California Lutheran University's Student Newspaper Since 1961

The Echo

California Lutheran University's Student Newspaper Since 1961

The Echo

California Lutheran University's Student Newspaper Since 1961

The Echo

    Fair trade club works to certify CLU

    The students in the California Lutheran University’s Fair Trade club are working toward their goal of making Cal Lutheran a certified fair trade campus.

    “Being a fair trade school will allow students to become more aware of the movement to ensure proper working conditions and fair wages for workers and the use of sustainable growing practices for their products,” Pua Mo’okini-Oliveira, the treasurer of Cal Lutheran’s Fair Trade club, said.

    To receive fair trade certification, Cal Lutheran needs to carry at least two fair trade certified products at every location on campus that provides consumer products that students can purchase. Jessamine Gilman-Vorm, the president of Cal Lutheran’s Fair Trade club, has taken the lead role in making this happen and accomplishing this goal.

    “She has been working very hard with getting the paperwork together, gaining support from various people on campus and writing up a proposal to present to President Kimball,” Mo’okini-Oliveira said.

    In addition to receiving fair trade certification, the Fair Trade’s club mission is to promote education about fair trade and ethical consumer habits. Gilman-Vorm has already encouraged conversations about fair trade and educating others about it.

    “Fair Trade is about giving an opportunity to artisans and farmers to get a fair wage for the work that they do and it is allowing women who would otherwise be on the street in impoverished countries have jobs where they are able to use their talents and create products that end up enabling them to send their kids in school,” Gilman-Vorm said.

    Awareness and education are a key component in having conversations about ethical consumer practices, making a difference and understanding what fair trade is and what it means.

    “The experiential learning component at CLU provides an excellent opportunity and platform for professors in every department to get their students out of the classroom and into the outdoors and our community to participate in activities that relate to fair trade and taking a look at how we choose to ‘be’ in our community, our homes and more importantly our planet,” Lorna Bracken, the secretary of the fair trade club, said.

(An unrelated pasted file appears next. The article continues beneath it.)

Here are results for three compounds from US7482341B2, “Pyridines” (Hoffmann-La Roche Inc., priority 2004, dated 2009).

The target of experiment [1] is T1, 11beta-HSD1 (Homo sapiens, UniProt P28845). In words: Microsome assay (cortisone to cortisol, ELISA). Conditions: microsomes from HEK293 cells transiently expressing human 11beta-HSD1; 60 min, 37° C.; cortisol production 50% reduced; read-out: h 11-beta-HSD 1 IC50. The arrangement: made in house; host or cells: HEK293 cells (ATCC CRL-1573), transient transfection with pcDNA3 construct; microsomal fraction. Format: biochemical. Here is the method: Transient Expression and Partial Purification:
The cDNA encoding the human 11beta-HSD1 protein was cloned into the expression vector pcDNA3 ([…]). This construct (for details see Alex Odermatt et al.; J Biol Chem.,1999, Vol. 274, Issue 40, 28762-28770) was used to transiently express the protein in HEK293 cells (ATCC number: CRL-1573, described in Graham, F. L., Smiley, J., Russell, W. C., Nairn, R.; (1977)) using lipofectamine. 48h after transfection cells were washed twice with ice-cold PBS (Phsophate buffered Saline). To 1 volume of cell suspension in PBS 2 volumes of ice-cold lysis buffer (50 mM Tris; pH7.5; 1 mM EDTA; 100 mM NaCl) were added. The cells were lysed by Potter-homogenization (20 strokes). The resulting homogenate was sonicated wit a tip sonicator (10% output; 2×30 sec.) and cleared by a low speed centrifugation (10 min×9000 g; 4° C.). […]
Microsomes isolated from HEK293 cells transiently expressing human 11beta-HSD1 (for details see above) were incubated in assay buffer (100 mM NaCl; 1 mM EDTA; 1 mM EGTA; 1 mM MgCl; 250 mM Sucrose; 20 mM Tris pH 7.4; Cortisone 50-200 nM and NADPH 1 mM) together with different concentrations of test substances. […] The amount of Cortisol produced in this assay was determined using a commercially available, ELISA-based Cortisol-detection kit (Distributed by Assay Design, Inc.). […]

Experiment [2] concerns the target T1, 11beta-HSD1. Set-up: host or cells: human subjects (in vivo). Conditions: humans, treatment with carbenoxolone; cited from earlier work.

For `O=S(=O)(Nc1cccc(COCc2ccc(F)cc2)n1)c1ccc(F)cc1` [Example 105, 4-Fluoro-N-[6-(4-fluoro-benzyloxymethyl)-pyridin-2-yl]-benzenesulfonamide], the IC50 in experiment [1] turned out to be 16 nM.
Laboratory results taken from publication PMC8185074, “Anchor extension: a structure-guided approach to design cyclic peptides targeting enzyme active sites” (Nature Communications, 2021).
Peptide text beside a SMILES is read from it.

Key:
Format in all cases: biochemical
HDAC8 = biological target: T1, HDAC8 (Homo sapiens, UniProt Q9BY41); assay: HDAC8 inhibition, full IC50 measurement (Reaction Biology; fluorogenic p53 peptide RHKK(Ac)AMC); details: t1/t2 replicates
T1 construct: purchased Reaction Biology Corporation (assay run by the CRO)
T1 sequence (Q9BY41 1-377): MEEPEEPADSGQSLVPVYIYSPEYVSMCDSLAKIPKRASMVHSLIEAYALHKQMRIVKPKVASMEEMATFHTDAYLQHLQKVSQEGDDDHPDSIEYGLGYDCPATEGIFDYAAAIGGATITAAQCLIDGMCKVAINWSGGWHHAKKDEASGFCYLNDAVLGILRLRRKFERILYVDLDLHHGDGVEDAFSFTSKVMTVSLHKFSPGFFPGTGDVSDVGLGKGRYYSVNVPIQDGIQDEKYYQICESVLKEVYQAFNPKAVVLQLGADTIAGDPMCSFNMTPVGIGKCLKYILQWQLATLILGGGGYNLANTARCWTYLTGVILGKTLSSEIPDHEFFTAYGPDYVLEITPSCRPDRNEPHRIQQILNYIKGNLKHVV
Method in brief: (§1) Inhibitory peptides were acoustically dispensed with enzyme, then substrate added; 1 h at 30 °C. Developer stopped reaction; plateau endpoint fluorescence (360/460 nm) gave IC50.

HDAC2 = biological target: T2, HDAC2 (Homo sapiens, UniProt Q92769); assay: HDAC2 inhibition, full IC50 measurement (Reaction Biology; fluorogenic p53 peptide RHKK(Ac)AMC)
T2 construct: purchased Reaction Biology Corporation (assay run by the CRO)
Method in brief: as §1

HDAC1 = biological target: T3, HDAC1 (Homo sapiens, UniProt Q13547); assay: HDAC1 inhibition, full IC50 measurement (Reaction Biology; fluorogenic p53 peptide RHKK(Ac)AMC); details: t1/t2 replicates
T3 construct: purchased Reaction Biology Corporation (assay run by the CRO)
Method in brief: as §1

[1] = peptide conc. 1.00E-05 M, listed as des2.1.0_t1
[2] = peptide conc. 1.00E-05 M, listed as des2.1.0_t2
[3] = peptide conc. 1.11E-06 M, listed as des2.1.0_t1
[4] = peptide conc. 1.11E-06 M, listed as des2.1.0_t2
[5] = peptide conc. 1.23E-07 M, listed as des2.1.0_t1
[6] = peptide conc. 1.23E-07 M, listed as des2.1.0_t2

Making informed, ethical decisions when purchasing consumer products is an important part of the fair trade’s club initiatives. Contributing to their effort can also be done off-campus.

    “Each of us can contribute if even in a small way, whether that means choosing to eat at a restaurant that uses locally sourced products to prepare the foods on its menu or simply looking to see if one of several globally recognized fair trade logos is on the products we are buying,” Bracken said.

    The fair trade club has been working toward achieving fair trade certification for Cal Lutheran for a few years and is starting to make progress with fulfilling the requirements of certification.

    “Jessamine Gilman-Vorm has been instrumental in working with campus vendors such as Sodexo to provide fair trade products on campus,” Bracken said.

    Cal Lutheran has already succeeded in efforts to be more sustainable with other efforts, so acquiring the fair trade certification will be an additional achievement in sustainability efforts.

    “CLU has a commendable record in regards to past sustainability initiatives such as the SEEd garden and LEED certified buildings and I hope to see more in the future,” Bracken said.

    Becoming a certified fair trade university is another way the campus administration is acknowledging issues that matter to Cal Lutheran students.

    “Students have an increasing number of choices in deciding how they can make a difference on campus. Fair trade encompasses many different issues that fall under a common umbrella that includes fair treatment of workers, paying workers a fair wage and leaving a small but sustainable footprint on our environment,” Bracken said.

    Sarin Goncuian
    Staff Writer
    Published May 4th, 2016